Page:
The Strange Case of Dr. Jekyll and Mr. Hyde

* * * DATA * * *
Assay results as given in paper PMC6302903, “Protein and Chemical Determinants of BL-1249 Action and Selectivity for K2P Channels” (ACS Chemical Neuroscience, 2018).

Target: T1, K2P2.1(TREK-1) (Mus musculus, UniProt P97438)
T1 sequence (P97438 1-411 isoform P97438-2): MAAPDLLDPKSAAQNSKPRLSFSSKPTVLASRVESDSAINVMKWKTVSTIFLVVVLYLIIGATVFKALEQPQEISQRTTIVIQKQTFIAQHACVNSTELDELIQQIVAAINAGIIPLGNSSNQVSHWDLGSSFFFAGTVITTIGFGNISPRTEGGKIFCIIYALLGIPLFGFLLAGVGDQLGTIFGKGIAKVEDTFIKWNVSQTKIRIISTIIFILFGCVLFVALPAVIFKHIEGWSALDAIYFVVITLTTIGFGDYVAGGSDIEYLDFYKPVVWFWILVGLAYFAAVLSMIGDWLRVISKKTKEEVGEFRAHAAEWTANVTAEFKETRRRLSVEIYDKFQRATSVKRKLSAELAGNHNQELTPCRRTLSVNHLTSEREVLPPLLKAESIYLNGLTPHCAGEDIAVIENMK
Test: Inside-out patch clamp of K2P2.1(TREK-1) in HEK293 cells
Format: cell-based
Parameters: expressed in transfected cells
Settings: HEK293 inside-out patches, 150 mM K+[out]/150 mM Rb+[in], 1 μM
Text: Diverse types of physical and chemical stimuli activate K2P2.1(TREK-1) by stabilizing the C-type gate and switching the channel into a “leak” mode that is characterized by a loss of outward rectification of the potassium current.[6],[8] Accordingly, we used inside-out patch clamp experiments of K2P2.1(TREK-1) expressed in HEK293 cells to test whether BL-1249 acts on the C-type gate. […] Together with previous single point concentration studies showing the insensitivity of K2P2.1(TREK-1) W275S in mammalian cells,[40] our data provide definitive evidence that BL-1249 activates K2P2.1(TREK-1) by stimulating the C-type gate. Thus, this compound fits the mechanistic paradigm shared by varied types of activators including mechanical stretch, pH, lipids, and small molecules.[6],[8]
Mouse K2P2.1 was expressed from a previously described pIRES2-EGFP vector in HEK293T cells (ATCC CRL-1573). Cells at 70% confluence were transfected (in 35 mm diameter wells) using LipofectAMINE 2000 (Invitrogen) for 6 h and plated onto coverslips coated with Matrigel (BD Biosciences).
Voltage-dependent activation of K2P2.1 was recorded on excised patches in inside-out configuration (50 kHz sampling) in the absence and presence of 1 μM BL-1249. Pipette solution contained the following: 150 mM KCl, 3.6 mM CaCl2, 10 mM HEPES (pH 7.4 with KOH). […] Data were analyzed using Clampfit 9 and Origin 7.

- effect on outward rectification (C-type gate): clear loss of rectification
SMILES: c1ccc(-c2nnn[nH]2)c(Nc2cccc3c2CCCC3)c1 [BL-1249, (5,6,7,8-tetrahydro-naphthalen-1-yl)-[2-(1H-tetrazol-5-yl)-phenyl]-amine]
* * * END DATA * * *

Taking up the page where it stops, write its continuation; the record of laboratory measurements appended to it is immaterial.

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Dr. Jekyll is a kind and generous professional of the highest rank, and yet within him is a malevolent soul who desires the freedom to pursue his most barbarous conceits without consequence. This is not only the story of good and evil but of the hypocrisy through which one denies the other. Dr. Jekyll has developed a chemical potion which allows a separation to occur between the two natures present in everyone. By isolating the dichotomous qualities of a personality, Jekyll believes it is possible to monitor and define these characteristics. To proceed with this experiment, the doctor administers the liquid to himself and changes into Mr. Hyde, an animalistic and sinister man whose physical need for retribution can go as far as pillage and murder. After the doctor swallows the medicine and performs his undignified lusts as Mr. Hyde, he is transformed back into Dr. Jekyll. But an accomplished friend of his who is a lawyer, Mr. Utterson, finds evidence that the two are connected in ways unimaginable. Jekyll says to his friend, "I can be rid of Mr. Hyde at any point," meaning that he can control his association with Hyde. But Jekyll becomes addicted to summoning this threatening attribute until it happens that Mr. Hyde appears in Jekyll's sleep. It becomes more and more difficult to atone for the monstrosities Hyde executes against Jekyll's wishes. There is always evidence of Hyde in Jekyll, but there is no trace of Jekyll in Hyde. In other words, there is no technique by which people can rid themselves of a dual nature. The terror of the story is not bloody nor tempestuous but intellectual. In reality Hyde is not a distinct person but an externalization of Jekyll's immoral hunger.